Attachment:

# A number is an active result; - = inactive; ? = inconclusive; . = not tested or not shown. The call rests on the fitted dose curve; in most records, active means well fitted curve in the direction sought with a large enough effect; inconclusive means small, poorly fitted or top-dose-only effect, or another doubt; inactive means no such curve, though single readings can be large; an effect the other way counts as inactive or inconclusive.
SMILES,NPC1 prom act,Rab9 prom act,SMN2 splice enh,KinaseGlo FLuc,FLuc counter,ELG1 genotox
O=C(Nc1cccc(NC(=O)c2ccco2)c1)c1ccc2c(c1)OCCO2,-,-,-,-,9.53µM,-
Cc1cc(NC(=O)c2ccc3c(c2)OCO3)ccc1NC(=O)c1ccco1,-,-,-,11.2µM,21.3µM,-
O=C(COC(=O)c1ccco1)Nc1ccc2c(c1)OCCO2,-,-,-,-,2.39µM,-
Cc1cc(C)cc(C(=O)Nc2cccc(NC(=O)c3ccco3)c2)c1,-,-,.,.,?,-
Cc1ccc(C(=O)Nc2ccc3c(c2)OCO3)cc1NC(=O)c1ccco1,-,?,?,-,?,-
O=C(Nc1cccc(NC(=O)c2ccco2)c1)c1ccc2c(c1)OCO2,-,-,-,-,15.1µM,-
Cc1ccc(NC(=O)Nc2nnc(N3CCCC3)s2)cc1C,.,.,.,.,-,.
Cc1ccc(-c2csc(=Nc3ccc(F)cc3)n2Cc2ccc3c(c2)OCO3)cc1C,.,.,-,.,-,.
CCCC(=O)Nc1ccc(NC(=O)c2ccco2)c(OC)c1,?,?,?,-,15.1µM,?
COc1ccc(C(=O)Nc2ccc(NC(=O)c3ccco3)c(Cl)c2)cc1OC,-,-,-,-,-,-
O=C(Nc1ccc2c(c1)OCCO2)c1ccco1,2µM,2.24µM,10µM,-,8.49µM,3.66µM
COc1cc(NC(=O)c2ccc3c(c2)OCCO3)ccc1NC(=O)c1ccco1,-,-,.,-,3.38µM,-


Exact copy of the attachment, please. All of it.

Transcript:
# A number is an active result; - = inactive; ? = inconclusive; . = not tested or not shown. The call rests on the fitted dose curve; in most records, active means well fitted curve in the direction sought with a large enough effect; inconclusive means small, poorly fitted or top-dose-only effect, or another doubt; inactive means no such curve, though single readings can be large; an effect the other way counts as inactive or inconclusive.
SMILES,NPC1 prom act,Rab9 prom act,SMN2 splice enh,KinaseGlo FLuc,FLuc counter,ELG1 genotox
O=C(Nc1cccc(NC(=O)c2ccco2)c1)c1ccc2c(c1)OCCO2,-,-,-,-,9.53µM,-
Cc1cc(NC(=O)c2ccc3c(c2)OCO3)ccc1NC(=O)c1ccco1,-,-,-,11.2µM,21.3µM,-
O=C(COC(=O)c1ccco1)Nc1ccc2c(c1)OCCO2,-,-,-,-,2.39µM,-
Cc1cc(C)cc(C(=O)Nc2cccc(NC(=O)c3ccco3)c2)c1,-,-,.,.,?,-
Cc1ccc(C(=O)Nc2ccc3c(c2)OCO3)cc1NC(=O)c1ccco1,-,?,?,-,?,-
O=C(Nc1cccc(NC(=O)c2ccco2)c1)c1ccc2c(c1)OCO2,-,-,-,-,15.1µM,-
Cc1ccc(NC(=O)Nc2nnc(N3CCCC3)s2)cc1C,.,.,.,.,-,.
Cc1ccc(-c2csc(=Nc3ccc(F)cc3)n2Cc2ccc3c(c2)OCO3)cc1C,.,.,-,.,-,.
CCCC(=O)Nc1ccc(NC(=O)c2ccco2)c(OC)c1,?,?,?,-,15.1µM,?
COc1ccc(C(=O)Nc2ccc(NC(=O)c3ccco3)c(Cl)c2)cc1OC,-,-,-,-,-,-
O=C(Nc1ccc2c(c1)OCCO2)c1ccco1,2µM,2.24µM,10µM,-,8.49µM,3.66µM
COc1cc(NC(=O)c2ccc3c(c2)OCCO3)ccc1NC(=O)c1ccco1,-,-,.,-,3.38µM,-